will forever link the Beit Knesset Hagadol of my neighborhood with the Kichels. Standing on the steps outside the ladies’ section, on my way in or out of a bar mitzvah, I made my first passionate speech about the promise and potential of the comic.

Back then the Kichels hadn’t gotten their name or their precise characters, but they were already taking shape. Writer Bracha Stein had been cajoling me for a steady humor slot in the magazine. I agreed that we could use something light and witty but I wasn’t excited about yet another page of running text. Then one day I thought of combining Bracha’s talent with whimsical artwork, in the form of a weekly comic. I was aiming for something charming yet incisive — a form of social commentary that would be fun and thought-provoking.

My idea must have thrown Bracha off-kilter. She usually isn’t at a loss for words, but this time she asked me for some time to think it over. In her next email, she wrote: I’m very intrigued but feel as though I’ve been asked to prepare a sonnet and am unsure whether that entails tuning a piano or mixing paint colors… I had been thinking of a much more standard humor column — 800ish words, funny approaches, and analyses of universal appeal issues.

It wasn’t exactly resounding approval. But I decided to keep pushing onward.

I’d worked with Chani Judowitz on one or two magazine projects and had met her once in person. Looking at her portfolio, I got the feeling she could build characters with personality and color.

She wasn’t as convinced as I was. In fact, she sent me a nice email recommending a different artist and sending me a link to the website. I checked out that site and decided to go back to Chani. At a bar mitzvah the next week, I spent most of the event on the staircase outside the simchah hall, convincing her that this was going to be the next great column and that she could do it.

When she sent me samples of different comic illustration styles, I started to get excited. We followed up by email, on the phone, then in person. Bracha and Chani slowly built a system to create the comic — concepts, then scripts, then sketches, then linework and, finally, color.

Pretty early on, we realized the comic needed a name. The first suggestion was “Tradition Soup.” It was clever — but we worried about the association with MSG. “Mandelbroit” was followed by “The Mandels.” From there it didn’t take long for Chani to come up with “The Kichels.” (And for her to recommend that every family member have a “ch” sound in his or her name — one of those subliminal threads that tie things together.)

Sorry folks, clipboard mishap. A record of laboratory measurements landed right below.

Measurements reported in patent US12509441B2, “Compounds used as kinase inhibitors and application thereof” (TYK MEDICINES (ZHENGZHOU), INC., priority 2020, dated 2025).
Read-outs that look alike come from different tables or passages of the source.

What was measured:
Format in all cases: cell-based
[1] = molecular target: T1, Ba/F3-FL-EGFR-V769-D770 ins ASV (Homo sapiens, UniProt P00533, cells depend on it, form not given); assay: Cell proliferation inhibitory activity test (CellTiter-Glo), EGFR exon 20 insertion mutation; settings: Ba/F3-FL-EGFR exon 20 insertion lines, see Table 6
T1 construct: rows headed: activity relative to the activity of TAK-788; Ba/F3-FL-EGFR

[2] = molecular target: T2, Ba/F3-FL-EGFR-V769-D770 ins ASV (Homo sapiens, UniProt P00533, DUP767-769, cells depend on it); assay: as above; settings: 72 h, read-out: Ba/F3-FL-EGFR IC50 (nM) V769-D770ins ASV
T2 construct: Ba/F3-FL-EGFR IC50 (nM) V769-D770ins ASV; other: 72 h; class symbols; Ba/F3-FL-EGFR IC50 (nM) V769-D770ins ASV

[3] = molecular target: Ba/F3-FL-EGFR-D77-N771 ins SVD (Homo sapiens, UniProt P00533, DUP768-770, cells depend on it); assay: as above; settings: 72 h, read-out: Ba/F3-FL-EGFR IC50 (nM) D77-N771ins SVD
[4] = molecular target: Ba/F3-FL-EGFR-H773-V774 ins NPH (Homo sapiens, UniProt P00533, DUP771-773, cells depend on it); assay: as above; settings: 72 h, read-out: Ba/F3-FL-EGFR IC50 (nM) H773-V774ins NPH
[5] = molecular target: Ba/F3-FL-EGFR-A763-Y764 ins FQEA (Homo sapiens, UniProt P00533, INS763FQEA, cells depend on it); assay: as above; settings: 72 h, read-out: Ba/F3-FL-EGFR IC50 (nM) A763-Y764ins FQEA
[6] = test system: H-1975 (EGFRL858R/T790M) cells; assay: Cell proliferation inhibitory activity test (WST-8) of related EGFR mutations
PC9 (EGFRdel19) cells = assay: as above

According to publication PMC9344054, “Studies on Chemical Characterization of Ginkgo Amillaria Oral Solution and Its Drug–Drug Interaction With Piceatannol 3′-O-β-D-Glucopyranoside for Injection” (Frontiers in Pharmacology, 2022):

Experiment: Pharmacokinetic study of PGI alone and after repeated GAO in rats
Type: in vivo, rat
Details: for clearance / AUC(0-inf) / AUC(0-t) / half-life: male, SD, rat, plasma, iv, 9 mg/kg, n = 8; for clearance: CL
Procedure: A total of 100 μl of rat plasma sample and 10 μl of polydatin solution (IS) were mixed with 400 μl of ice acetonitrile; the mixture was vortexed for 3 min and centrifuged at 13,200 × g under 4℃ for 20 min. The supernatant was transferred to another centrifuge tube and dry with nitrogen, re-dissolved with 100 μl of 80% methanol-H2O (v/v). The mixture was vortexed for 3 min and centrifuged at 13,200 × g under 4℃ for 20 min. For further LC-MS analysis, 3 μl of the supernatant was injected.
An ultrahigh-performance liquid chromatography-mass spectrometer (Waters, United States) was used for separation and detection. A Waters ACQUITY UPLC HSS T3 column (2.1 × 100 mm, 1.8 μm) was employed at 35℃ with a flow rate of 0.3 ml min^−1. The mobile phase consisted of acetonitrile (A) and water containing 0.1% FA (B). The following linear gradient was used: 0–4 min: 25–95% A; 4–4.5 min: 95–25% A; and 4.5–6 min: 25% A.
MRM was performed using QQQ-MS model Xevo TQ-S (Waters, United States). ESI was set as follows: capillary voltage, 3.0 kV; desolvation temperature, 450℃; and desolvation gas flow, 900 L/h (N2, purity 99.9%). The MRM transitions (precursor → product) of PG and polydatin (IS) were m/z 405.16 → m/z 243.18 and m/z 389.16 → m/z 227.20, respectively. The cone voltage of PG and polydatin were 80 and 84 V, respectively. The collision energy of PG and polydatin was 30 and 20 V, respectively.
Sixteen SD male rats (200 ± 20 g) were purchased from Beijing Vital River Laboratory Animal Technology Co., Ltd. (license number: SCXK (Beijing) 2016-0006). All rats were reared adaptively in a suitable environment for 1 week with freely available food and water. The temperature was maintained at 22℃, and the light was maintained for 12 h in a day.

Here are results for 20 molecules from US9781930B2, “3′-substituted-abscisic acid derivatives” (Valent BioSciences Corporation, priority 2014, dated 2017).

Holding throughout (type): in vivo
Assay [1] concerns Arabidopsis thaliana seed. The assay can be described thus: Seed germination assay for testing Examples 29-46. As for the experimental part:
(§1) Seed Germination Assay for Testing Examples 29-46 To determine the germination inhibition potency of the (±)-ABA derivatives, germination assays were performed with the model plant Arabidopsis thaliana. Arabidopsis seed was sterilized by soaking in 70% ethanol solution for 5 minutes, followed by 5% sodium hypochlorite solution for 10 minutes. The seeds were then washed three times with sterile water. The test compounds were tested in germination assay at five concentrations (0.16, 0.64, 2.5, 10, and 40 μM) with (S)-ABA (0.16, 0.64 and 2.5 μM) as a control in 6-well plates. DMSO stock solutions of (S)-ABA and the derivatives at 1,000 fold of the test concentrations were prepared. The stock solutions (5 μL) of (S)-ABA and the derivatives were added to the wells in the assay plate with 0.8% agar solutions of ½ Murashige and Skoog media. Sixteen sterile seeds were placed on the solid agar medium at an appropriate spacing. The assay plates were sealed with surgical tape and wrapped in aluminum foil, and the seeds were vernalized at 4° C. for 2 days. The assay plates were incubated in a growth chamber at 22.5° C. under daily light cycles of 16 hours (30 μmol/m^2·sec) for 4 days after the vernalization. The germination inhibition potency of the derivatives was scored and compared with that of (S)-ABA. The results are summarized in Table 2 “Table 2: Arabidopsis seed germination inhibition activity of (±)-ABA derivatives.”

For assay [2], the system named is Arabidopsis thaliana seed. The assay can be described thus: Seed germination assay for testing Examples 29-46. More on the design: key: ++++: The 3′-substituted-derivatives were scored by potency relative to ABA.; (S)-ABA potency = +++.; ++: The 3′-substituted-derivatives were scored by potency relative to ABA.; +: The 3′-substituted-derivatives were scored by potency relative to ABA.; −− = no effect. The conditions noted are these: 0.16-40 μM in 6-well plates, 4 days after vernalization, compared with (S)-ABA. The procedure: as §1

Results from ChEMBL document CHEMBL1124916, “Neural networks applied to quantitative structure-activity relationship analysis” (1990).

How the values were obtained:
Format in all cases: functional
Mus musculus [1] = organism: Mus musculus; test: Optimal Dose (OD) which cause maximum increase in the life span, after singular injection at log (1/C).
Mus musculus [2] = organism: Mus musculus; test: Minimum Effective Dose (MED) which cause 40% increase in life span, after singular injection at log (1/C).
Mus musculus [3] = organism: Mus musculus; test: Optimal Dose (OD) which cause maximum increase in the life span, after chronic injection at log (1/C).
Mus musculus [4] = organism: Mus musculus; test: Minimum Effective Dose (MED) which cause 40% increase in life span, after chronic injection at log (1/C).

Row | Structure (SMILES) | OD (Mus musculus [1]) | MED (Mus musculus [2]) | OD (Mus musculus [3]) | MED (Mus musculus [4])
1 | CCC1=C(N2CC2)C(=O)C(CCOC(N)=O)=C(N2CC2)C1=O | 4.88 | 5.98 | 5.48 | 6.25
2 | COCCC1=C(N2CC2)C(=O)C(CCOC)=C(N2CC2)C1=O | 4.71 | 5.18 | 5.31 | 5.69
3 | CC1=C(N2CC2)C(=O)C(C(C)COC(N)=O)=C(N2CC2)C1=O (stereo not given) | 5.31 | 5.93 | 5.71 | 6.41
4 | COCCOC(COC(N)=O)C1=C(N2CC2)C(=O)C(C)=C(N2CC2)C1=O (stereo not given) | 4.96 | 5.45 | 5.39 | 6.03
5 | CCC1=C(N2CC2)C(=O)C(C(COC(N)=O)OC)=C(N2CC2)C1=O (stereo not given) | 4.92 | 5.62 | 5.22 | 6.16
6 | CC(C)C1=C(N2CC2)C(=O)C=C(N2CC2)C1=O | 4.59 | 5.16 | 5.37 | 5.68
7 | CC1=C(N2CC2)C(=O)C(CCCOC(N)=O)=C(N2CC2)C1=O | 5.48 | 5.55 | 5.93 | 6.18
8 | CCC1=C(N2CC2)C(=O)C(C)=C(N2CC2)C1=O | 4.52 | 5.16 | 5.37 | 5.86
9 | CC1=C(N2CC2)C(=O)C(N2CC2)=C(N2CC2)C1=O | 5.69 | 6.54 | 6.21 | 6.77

My kids don’t usually enjoy the hours I spend on the computer at night, but they love watching Bracha and Chani’s magical teamwork as the Kichels take shape. It’s thrilling to see different iterations of a comic — raw sketch, precise linework, basic colors, and then shading.

But a lot of the work is less thrilling, and takes place at the conceptual and textual stages. With any form of communication, you have to know your audience. When it comes to humor, the nuances are even more important. So the Kichels team spends hours debating the tiniest nuances of characters and plot, and has even assembled an honorary board of Kichel advisors to help brainstorm for plots and hammer out details. At strange hours of day or night, they’ll be solving fateful dilemmas. Like: What sort of tie is a Lakewood bochur most likely to pick out? What kind of necklace should Nechama wear? Should the little boys be wearing colored shirts or white? What about hairstyles for high school girls — are they doing high ponies or low ponies these days?

Missing the nuances isn’t the only danger here. Humor is a powerful but risky tool. When you package messages in humor, you manage to share ideas without patronizing or preaching. At the same time, I’m not sure any other form of communication runs the same risk of making you look stupid. Bad reporting makes you look unprofessional, bad fiction makes you look out of touch, but bad humor makes you look dumb.

When it came to tone, we spent a lot of time and discussion figuring out that balance between too mild and overly peppery. We didn’t want the back page to become a repository of cynicism, an angry place where our readers’ lifestyle and values get ripped apart.

There was one more concern. A senior figure on our board spelled it out in an ominous email. “The whole idea of social commentary gets me nervous,” he wrote to me. “People are VERY bad at laughing at themselves.” But we were pretty confident that our readers do have the ability to see the comical or absurd in their lifestyles — and to enjoy the resulting conversation. At the very least, we wanted to give it a good try.

It’s been almost a year that the Kichels have been your neighbors down the block. (Or your cousins. Or you.) Judging by the feedback we receive, the times the column is posted online, the emails asking for permission to reprint, or the reports of teachers and speakers bringing the Kichels along to their speeches, they seem to have achieved the right texture — a balanced yet savory surface for our flavorful society’s quirks and whims. (Originally featured in Mishpacha, Issue 724)